Saturday, December 29, 2007

Colour Theory

As I described in my last blog, I found it useful to start Junior pupils with a look at pre-historic cave painting. This lead naturally on to a discussion of how paints are made and then on to a discussion of colour theory. In primary school, some (but not all) of my pupils had completed colour circles. However, I never found the colour circle a particularly good way of explaining how colours mix, so I came up with my own system inspired from Venn diagrams. I gave my pupils an A4 photocopy of the above blank template. The Venn diagram at the top had to be filled in using just three colouring pencils, a yellow, red and a blue.

As with oil pastels, if the colours are to mix well it is important to start lightly. I told my pupils to fill in the lightest colours first, starting by filling in the yellow circle lightly, then the red and finally the blue. Then this was repeated several times until the pores of the paper became completely clogged with colour. Done in this way, the mixture which created the secondary colours worked well. (NB: If a pupil filled in the first colour heavily then, where another colour was supposed to overlap, the pencil tended to skid over the first colour and very little of the second actually stuck to the paper!)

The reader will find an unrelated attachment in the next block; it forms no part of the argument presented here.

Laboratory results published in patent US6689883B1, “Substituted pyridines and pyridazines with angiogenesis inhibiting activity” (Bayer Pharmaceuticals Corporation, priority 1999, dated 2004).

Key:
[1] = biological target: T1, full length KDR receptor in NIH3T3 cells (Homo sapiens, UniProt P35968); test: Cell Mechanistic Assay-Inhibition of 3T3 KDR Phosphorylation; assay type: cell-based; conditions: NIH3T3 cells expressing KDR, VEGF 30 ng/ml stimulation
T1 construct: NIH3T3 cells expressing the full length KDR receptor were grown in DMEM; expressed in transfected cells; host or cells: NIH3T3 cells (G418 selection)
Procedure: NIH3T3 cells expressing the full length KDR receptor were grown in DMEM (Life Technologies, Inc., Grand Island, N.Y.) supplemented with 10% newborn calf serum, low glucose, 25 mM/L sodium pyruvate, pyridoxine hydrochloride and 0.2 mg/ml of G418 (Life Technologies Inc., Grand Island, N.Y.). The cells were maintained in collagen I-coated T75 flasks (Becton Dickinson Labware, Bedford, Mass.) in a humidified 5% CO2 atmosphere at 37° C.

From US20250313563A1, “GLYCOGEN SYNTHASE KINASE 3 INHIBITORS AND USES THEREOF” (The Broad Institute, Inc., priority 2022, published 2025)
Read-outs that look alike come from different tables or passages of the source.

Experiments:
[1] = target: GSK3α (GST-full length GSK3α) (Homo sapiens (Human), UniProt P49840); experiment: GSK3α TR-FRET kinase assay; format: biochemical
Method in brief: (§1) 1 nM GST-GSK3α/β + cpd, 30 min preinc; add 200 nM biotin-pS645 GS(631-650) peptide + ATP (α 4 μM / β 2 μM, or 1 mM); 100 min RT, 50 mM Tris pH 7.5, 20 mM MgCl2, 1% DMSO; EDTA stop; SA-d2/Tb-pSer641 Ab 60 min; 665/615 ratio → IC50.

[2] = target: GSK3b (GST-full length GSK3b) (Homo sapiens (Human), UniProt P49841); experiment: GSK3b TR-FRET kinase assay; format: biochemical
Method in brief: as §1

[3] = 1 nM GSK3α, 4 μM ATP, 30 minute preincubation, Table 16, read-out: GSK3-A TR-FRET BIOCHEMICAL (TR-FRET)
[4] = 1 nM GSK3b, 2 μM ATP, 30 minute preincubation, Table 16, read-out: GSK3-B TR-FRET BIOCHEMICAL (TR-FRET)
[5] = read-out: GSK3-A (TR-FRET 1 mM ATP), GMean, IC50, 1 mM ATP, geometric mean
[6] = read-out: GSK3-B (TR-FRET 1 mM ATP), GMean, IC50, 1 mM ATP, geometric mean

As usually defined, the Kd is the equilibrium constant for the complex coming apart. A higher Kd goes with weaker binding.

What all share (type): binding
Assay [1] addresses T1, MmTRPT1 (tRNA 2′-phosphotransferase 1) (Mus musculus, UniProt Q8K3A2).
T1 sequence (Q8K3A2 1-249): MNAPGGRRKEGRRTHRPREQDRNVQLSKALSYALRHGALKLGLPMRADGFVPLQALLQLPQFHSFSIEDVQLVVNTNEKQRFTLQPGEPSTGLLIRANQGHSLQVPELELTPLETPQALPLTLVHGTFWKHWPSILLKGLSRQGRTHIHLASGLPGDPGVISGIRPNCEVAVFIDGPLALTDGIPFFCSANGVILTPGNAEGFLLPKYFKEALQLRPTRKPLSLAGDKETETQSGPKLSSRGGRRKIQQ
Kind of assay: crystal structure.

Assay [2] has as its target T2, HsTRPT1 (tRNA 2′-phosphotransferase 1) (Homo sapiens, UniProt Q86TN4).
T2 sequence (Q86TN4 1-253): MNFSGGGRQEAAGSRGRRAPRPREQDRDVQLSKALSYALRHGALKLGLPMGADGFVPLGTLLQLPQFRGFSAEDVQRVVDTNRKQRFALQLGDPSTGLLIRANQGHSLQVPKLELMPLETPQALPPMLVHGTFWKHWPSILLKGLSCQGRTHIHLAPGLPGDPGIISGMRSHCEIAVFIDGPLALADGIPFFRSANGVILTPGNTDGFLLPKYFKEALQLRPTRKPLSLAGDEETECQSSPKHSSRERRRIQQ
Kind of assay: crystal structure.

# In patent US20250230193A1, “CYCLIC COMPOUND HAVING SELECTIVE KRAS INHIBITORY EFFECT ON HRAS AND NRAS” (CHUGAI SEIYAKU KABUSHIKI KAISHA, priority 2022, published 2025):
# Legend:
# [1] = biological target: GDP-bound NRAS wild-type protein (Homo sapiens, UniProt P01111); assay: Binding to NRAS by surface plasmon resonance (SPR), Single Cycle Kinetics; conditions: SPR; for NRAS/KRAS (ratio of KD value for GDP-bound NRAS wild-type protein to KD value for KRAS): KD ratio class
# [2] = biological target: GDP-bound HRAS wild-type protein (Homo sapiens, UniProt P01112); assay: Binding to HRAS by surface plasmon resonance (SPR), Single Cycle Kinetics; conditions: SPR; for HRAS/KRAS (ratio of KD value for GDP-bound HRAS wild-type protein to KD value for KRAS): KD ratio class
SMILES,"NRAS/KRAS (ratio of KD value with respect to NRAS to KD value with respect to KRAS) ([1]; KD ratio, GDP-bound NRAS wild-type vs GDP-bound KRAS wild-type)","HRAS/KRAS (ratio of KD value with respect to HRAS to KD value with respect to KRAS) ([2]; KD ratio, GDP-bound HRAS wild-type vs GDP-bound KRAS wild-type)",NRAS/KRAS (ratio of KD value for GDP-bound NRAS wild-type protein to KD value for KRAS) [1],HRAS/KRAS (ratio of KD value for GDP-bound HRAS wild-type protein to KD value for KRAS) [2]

For the middle section, pupils were also allowed to use a black and a brown pencil. In the final section pupils were allowed to use orange, green and purple pencils, simply because of the "cleaner" quality of manufactured secondary, colours compared to their own mixtures.

Note for teachers (in particular): If you wish to use copies of the above sheets, go ahead! They are copyright free for private and educational use. However, it would be nice if you would let me know if you find them useful.

The full Colour Theory lesson (and better quality images) is now available at my website ( at and the one on Cave Painting at

No comments: